It solves the problem, and that's good. Period.
But you're presenting your code here to get advice how to improve your programming skills, so here are a few remarks. Take them as a hint where to go from here, as soon as you feel ready for the "next level".
Separate user interaction from computation
Your main method contains both aspects in one piece of code, even within the same line (e.g.
System.out.println(celsius * 1.8 + 32 + " \u2109 \n");). Make it a habit to separate tasks that can be named individually into methods of their own:
- input a Celsius value (a method
- input a Fahrenheit value (a method
- convert from Celsius to Fahrenheit (a method
double toFahrenheit(double celsius))
- convert from Fahrenheit to Celsius (a method
double toCelsius(double fahrenheit))
- output a Fahrenheit value (a method
void printFahrenheit(double fahrenheit))
- output a Celsius value (a method
void printCelsius(double celsius))
With separate methods, it will be easier to later change your program to e.g. use a window system, or do bulk conversions of many values at once, etc.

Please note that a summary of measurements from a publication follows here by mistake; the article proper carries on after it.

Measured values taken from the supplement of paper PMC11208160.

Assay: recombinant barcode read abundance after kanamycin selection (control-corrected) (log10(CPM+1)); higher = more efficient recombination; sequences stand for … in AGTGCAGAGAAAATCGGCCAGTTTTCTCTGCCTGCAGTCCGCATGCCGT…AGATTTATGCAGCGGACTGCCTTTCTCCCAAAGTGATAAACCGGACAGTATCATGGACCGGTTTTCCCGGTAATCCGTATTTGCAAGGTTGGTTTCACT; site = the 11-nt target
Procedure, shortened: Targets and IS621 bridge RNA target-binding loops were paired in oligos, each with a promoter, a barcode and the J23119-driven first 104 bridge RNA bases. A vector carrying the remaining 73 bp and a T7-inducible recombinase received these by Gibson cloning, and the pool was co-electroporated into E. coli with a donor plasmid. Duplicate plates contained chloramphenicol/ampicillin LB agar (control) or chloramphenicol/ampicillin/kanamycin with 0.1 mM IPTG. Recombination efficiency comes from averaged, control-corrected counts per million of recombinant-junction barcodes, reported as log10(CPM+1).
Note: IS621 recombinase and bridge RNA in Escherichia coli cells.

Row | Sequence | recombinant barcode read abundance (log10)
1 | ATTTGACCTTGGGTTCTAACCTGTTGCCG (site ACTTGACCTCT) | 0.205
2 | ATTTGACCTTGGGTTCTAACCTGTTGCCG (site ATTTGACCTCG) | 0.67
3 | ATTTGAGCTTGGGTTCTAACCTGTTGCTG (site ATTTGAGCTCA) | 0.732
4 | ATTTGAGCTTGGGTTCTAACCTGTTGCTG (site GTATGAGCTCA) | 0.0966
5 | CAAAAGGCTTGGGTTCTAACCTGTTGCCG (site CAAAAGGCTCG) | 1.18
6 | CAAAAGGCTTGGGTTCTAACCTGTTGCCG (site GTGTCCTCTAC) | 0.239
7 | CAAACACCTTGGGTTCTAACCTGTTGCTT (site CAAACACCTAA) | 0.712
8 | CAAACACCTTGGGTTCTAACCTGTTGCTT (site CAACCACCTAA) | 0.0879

More flexible workflow
Your current program always forces the user to do exactly one C-to-F and then one F-to-C conversion. This will rarely both be needed at the same time. I'd either ask the user at the beginning for the conversion he wants, or make it two different programs. By the way, doing so will be easier if the different tasks have been separated.
Combine variable declaration and value assignment. You wrote
double fahrenheit, celsius; and later e.g.
celsius = input.nextDouble();, I'd combine that to read
double celsius = input.nextDouble();. This way, when reading your program (maybe half a year later), you immediately see at the same place that
celsius is a
double number coming from some input.
I'd avoid the special characters like
\u2109 and instead write two simple characters
°F. Not all fonts on your computer will know how to show that
\u2109 Fahrenheit symbol, so this might end up as some ugly-looking question mark inside a rectangle or similar. Using two separate characters does the job in a more robust way.